Sex-positive, a term that’s coming into cultural awareness, isn’t a dippy love-child celebration of orgone – it’s a simple yet radical affirmation that we each grow our own passions on a different medium, that instead of having two or three or even half a dozen sexual orientations, we should be thinking in terms of millions. “Sex-positive” respects each of our unique sexual profiles, even as we acknowledge that some of us have been damaged by a culture that tries to eradicate sexual difference and possibility.
Carol Queen (via thelastexistence)
Reblogged from The Eternal I

Interview with Carol Queen at the Center for Sex & Culture

Center for Sex & Culture intern Marilyn Roxie interviewed Carol Queen, author, sexologist, and founder of the Center, in March 2011 for an LGBT American History class assignment. Here now are the contents of the interview, ranging from youth group organization in the ’70s to sex-positivity, from her involvement with Good Vibrations to the founding for the Center for Sex & Culture, plus a guest appearance from her partner, Robert Morgan Lawrence!:

Marilyn Roxie: In the ‘70s, you had founded a gay youth organization and I wanted to know what was the process for starting that out and how did you get going on that?

Carol Queen: Well, in 1975, actually 1974, I was 17 and I started college a year early, and I wanted to go to college and come out. I was already bi-identified and really there was nothing for me to connect with in my small mountain town that I grew up in Oregon, except figuring out who the gay teachers were and trying to get them to give me support and that, then as now, is dicey because teachers are often a little fearful of reaching out to queer kids. So, I mean I did get some support, but I went to college, and at college it turned out, not only was the bisexuality part a little challenging to people, but, I was too young to go to the bar, which is where all the other people really came together and connected. The bar scene, this was in Eugene, Oregon in the ‘70s, and it was not the only LGBT space in town, but it was almost the only LGBT space.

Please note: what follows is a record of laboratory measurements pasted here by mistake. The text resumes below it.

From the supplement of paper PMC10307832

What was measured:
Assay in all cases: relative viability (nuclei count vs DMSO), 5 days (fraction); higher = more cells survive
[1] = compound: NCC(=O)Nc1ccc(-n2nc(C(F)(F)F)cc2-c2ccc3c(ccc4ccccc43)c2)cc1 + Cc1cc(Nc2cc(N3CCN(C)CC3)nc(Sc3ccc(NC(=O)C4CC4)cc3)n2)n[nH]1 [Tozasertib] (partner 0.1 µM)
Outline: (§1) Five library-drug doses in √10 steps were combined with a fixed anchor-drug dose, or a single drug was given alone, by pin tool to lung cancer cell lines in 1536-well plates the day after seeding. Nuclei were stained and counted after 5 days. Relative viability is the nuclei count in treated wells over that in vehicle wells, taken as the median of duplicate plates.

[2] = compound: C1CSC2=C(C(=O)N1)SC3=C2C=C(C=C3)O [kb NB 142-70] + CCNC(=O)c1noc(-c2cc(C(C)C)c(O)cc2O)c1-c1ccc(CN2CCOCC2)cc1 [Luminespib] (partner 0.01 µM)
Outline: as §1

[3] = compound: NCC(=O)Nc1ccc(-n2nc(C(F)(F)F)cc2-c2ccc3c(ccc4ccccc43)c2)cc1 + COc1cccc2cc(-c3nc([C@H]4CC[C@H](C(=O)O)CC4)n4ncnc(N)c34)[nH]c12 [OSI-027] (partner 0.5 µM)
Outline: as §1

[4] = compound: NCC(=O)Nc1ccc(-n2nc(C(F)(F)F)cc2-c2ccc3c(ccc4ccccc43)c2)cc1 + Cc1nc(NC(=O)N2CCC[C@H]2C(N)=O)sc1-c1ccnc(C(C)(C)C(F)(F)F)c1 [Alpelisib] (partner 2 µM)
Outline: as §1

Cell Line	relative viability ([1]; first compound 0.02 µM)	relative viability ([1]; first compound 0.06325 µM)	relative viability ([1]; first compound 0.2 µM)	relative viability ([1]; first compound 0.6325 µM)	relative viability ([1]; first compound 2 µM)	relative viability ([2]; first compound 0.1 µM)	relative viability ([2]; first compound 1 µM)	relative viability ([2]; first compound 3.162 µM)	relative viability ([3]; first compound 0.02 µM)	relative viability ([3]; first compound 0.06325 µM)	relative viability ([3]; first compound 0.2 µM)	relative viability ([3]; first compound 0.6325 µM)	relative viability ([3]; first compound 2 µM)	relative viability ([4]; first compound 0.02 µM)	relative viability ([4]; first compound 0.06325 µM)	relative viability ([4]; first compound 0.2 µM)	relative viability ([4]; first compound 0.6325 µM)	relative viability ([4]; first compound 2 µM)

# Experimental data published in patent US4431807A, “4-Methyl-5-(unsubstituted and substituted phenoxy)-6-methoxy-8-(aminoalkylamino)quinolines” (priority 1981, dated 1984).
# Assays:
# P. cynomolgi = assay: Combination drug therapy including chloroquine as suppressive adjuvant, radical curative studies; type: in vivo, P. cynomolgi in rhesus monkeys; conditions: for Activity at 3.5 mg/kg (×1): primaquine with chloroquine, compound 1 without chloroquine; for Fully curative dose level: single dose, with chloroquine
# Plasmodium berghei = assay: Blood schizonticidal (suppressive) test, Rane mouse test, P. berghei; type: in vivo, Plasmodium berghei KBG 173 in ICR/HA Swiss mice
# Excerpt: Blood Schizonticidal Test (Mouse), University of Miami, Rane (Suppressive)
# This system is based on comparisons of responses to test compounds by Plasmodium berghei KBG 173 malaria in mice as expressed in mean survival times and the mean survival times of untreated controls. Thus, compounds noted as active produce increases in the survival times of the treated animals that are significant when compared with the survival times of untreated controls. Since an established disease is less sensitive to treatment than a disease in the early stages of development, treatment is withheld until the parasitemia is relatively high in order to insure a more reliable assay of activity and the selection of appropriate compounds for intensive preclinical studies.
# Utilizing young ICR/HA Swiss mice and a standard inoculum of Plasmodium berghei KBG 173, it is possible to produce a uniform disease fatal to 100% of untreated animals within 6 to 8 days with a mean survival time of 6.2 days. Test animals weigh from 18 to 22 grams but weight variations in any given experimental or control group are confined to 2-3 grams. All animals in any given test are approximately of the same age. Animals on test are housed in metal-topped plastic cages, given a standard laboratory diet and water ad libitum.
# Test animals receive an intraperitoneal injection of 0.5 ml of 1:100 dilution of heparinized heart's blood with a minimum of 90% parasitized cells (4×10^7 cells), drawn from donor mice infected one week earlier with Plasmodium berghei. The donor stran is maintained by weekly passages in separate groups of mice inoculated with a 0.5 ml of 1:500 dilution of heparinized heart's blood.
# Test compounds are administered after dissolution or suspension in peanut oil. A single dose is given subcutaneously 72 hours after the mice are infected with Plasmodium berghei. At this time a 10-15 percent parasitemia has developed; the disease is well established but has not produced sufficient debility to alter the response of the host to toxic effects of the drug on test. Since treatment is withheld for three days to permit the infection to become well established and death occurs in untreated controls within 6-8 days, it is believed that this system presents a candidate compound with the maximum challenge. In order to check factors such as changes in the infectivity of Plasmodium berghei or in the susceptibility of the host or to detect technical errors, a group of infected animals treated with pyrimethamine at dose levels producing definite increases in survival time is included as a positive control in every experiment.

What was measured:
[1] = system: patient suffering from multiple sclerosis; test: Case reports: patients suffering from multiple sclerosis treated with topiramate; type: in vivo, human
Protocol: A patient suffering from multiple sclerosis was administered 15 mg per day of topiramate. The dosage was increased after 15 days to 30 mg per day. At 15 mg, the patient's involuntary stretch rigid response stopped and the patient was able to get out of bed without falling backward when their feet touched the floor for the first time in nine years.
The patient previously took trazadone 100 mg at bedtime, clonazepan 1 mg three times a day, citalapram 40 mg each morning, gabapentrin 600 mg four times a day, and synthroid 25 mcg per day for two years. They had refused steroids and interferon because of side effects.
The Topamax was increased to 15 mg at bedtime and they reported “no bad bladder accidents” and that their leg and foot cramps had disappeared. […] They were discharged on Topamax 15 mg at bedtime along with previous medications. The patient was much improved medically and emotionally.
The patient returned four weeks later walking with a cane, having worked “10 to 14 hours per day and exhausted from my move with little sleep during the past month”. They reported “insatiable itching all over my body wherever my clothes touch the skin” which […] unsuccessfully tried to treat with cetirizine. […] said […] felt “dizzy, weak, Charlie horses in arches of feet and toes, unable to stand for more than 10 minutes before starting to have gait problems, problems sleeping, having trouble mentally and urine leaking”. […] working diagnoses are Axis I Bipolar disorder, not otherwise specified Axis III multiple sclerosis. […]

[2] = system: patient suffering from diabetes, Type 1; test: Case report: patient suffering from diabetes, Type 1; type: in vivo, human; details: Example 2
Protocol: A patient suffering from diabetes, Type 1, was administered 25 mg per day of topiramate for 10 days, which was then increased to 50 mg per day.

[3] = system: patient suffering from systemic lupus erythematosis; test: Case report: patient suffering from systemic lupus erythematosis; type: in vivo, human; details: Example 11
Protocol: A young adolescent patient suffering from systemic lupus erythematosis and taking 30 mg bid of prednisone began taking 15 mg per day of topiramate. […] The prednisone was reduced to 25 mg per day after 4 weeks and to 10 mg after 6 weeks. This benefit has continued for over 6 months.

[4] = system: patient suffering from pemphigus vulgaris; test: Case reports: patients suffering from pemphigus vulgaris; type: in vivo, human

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To combat the “cosmic aloneness” that is integral to being human, that aching awareness that no one can truly share your experience (paralleling the koan that one can never stand in the same river twice; the water that made up the river at that moment is forever gone once the moment has passed), we form communities and subcommunities grouped around shared history and interests, links of family and ethnicity, religion and sexuality, anything which makes us feel more connected to others and less alone.
PoMoSexuals (Introduction by Carol Queen and Lawrence Schimel)
Reblogged from Veggie Kevin Tales
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